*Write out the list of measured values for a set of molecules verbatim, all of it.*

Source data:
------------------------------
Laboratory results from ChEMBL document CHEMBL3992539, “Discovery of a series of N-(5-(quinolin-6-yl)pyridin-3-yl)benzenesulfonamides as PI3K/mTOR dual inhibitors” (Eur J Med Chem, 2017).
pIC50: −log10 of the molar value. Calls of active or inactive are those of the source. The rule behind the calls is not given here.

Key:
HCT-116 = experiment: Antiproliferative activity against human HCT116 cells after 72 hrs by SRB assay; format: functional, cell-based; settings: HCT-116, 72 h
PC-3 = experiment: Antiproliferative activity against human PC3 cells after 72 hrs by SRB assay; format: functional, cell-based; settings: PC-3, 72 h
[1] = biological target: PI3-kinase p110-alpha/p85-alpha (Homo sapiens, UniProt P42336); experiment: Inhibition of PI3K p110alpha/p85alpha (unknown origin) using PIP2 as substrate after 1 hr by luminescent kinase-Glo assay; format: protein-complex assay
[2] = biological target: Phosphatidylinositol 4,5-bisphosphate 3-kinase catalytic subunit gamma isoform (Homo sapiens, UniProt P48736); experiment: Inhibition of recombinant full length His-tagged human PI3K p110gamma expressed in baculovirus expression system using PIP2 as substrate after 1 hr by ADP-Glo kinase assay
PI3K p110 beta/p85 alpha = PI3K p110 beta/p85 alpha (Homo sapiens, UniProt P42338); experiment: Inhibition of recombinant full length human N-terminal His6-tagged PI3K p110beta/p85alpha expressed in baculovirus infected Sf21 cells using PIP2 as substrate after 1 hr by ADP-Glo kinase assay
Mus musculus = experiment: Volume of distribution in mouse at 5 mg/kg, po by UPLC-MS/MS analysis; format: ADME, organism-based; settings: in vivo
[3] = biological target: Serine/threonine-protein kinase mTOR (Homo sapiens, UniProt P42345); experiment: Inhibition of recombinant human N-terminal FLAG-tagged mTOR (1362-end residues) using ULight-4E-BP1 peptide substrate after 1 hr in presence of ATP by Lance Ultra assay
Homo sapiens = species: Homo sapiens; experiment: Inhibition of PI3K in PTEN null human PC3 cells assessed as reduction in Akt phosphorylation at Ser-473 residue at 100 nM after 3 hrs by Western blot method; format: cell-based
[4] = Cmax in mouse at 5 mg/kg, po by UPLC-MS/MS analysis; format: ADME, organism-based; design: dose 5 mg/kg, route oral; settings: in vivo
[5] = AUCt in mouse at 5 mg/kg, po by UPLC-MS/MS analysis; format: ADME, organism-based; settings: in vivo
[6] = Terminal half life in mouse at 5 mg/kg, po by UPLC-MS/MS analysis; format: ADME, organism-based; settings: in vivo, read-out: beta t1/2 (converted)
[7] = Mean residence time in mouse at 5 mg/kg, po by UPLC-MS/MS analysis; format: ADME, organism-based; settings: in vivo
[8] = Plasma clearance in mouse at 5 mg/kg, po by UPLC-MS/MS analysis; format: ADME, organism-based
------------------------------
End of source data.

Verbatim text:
Laboratory results from ChEMBL document CHEMBL3992539, “Discovery of a series of N-(5-(quinolin-6-yl)pyridin-3-yl)benzenesulfonamides as PI3K/mTOR dual inhibitors” (Eur J Med Chem, 2017).
pIC50: −log10 of the molar value. Calls of active or inactive are those of the source. The rule behind the calls is not given here.

Key:
HCT-116 = experiment: Antiproliferative activity against human HCT116 cells after 72 hrs by SRB assay; format: functional, cell-based; settings: HCT-116, 72 h
PC-3 = experiment: Antiproliferative activity against human PC3 cells after 72 hrs by SRB assay; format: functional, cell-based; settings: PC-3, 72 h
[1] = biological target: PI3-kinase p110-alpha/p85-alpha (Homo sapiens, UniProt P42336); experiment: Inhibition of PI3K p110alpha/p85alpha (unknown origin) using PIP2 as substrate after 1 hr by luminescent kinase-Glo assay; format: protein-complex assay
[2] = biological target: Phosphatidylinositol 4,5-bisphosphate 3-kinase catalytic subunit gamma isoform (Homo sapiens, UniProt P48736); experiment: Inhibition of recombinant full length His-tagged human PI3K p110gamma expressed in baculovirus expression system using PIP2 as substrate after 1 hr by ADP-Glo kinase assay
PI3K p110 beta/p85 alpha = PI3K p110 beta/p85 alpha (Homo sapiens, UniProt P42338); experiment: Inhibition of recombinant full length human N-terminal His6-tagged PI3K p110beta/p85alpha expressed in baculovirus infected Sf21 cells using PIP2 as substrate after 1 hr by ADP-Glo kinase assay
Mus musculus = experiment: Volume of distribution in mouse at 5 mg/kg, po by UPLC-MS/MS analysis; format: ADME, organism-based; settings: in vivo
[3] = biological target: Serine/threonine-protein kinase mTOR (Homo sapiens, UniProt P42345); experiment: Inhibition of recombinant human N-terminal FLAG-tagged mTOR (1362-end residues) using ULight-4E-BP1 peptide substrate after 1 hr in presence of ATP by Lance Ultra assay
Homo sapiens = species: Homo sapiens; experiment: Inhibition of PI3K in PTEN null human PC3 cells assessed as reduction in Akt phosphorylation at Ser-473 residue at 100 nM after 3 hrs by Western blot method; format: cell-based
[4] = Cmax in mouse at 5 mg/kg, po by UPLC-MS/MS analysis; format: ADME, organism-based; design: dose 5 mg/kg, route oral; settings: in vivo
[5] = AUCt in mouse at 5 mg/kg, po by UPLC-MS/MS analysis; format: ADME, organism-based; settings: in vivo
[6] = Terminal half life in mouse at 5 mg/kg, po by UPLC-MS/MS analysis; format: ADME, organism-based; settings: in vivo, read-out: beta t1/2 (converted)
[7] = Mean residence time in mouse at 5 mg/kg, po by UPLC-MS/MS analysis; format: ADME, organism-based; settings: in vivo
[8] = Plasma clearance in mouse at 5 mg/kg, po by UPLC-MS/MS analysis; format: ADME, organism-based